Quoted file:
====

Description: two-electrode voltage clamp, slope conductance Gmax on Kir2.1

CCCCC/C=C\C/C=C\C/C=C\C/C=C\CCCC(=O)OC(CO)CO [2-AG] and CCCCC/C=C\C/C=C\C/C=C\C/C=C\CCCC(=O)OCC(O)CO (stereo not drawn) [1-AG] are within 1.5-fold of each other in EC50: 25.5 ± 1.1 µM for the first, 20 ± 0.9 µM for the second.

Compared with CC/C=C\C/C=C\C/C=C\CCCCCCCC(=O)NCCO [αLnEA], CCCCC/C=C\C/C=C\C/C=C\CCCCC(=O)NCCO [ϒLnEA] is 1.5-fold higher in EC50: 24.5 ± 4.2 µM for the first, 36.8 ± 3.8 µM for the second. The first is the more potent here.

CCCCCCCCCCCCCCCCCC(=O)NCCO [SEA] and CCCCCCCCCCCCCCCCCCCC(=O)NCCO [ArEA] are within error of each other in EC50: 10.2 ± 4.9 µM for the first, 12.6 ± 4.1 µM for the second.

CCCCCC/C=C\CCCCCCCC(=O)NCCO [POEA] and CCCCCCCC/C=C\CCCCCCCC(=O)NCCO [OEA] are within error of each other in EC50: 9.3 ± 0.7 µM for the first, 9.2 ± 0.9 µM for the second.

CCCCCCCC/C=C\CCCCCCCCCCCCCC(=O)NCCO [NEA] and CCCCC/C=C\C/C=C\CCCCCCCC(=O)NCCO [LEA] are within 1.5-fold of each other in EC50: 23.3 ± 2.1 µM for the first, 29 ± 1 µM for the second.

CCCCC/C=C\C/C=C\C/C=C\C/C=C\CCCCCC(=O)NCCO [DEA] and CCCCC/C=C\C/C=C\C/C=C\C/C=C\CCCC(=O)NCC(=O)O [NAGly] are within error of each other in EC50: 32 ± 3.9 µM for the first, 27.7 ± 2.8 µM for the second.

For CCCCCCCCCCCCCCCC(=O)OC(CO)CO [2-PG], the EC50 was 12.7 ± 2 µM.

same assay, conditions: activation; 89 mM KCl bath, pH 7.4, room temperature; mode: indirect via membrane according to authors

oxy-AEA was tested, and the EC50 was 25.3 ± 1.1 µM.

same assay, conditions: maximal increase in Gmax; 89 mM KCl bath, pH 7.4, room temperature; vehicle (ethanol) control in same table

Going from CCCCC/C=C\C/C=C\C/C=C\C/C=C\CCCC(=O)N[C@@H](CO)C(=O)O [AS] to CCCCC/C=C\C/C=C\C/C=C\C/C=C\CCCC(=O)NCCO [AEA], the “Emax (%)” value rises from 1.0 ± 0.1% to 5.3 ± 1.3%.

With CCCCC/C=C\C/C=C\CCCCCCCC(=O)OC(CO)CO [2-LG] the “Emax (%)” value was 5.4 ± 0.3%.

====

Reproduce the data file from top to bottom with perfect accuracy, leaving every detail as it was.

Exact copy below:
Description: two-electrode voltage clamp, slope conductance Gmax on Kir2.1

CCCCC/C=C\C/C=C\C/C=C\C/C=C\CCCC(=O)OC(CO)CO [2-AG] and CCCCC/C=C\C/C=C\C/C=C\C/C=C\CCCC(=O)OCC(O)CO (stereo not drawn) [1-AG] are within 1.5-fold of each other in EC50: 25.5 ± 1.1 µM for the first, 20 ± 0.9 µM for the second.

Compared with CC/C=C\C/C=C\C/C=C\CCCCCCCC(=O)NCCO [αLnEA], CCCCC/C=C\C/C=C\C/C=C\CCCCC(=O)NCCO [ϒLnEA] is 1.5-fold higher in EC50: 24.5 ± 4.2 µM for the first, 36.8 ± 3.8 µM for the second. The first is the more potent here.

CCCCCCCCCCCCCCCCCC(=O)NCCO [SEA] and CCCCCCCCCCCCCCCCCCCC(=O)NCCO [ArEA] are within error of each other in EC50: 10.2 ± 4.9 µM for the first, 12.6 ± 4.1 µM for the second.

CCCCCC/C=C\CCCCCCCC(=O)NCCO [POEA] and CCCCCCCC/C=C\CCCCCCCC(=O)NCCO [OEA] are within error of each other in EC50: 9.3 ± 0.7 µM for the first, 9.2 ± 0.9 µM for the second.

CCCCCCCC/C=C\CCCCCCCCCCCCCC(=O)NCCO [NEA] and CCCCC/C=C\C/C=C\CCCCCCCC(=O)NCCO [LEA] are within 1.5-fold of each other in EC50: 23.3 ± 2.1 µM for the first, 29 ± 1 µM for the second.

CCCCC/C=C\C/C=C\C/C=C\C/C=C\CCCCCC(=O)NCCO [DEA] and CCCCC/C=C\C/C=C\C/C=C\C/C=C\CCCC(=O)NCC(=O)O [NAGly] are within error of each other in EC50: 32 ± 3.9 µM for the first, 27.7 ± 2.8 µM for the second.

For CCCCCCCCCCCCCCCC(=O)OC(CO)CO [2-PG], the EC50 was 12.7 ± 2 µM.

same assay, conditions: activation; 89 mM KCl bath, pH 7.4, room temperature; mode: indirect via membrane according to authors

oxy-AEA was tested, and the EC50 was 25.3 ± 1.1 µM.

same assay, conditions: maximal increase in Gmax; 89 mM KCl bath, pH 7.4, room temperature; vehicle (ethanol) control in same table

Going from CCCCC/C=C\C/C=C\C/C=C\C/C=C\CCCC(=O)N[C@@H](CO)C(=O)O [AS] to CCCCC/C=C\C/C=C\C/C=C\C/C=C\CCCC(=O)NCCO [AEA], the “Emax (%)” value rises from 1.0 ± 0.1% to 5.3 ± 1.3%.

With CCCCC/C=C\C/C=C\CCCCCCCC(=O)OC(CO)CO [2-LG] the “Emax (%)” value was 5.4 ± 0.3%.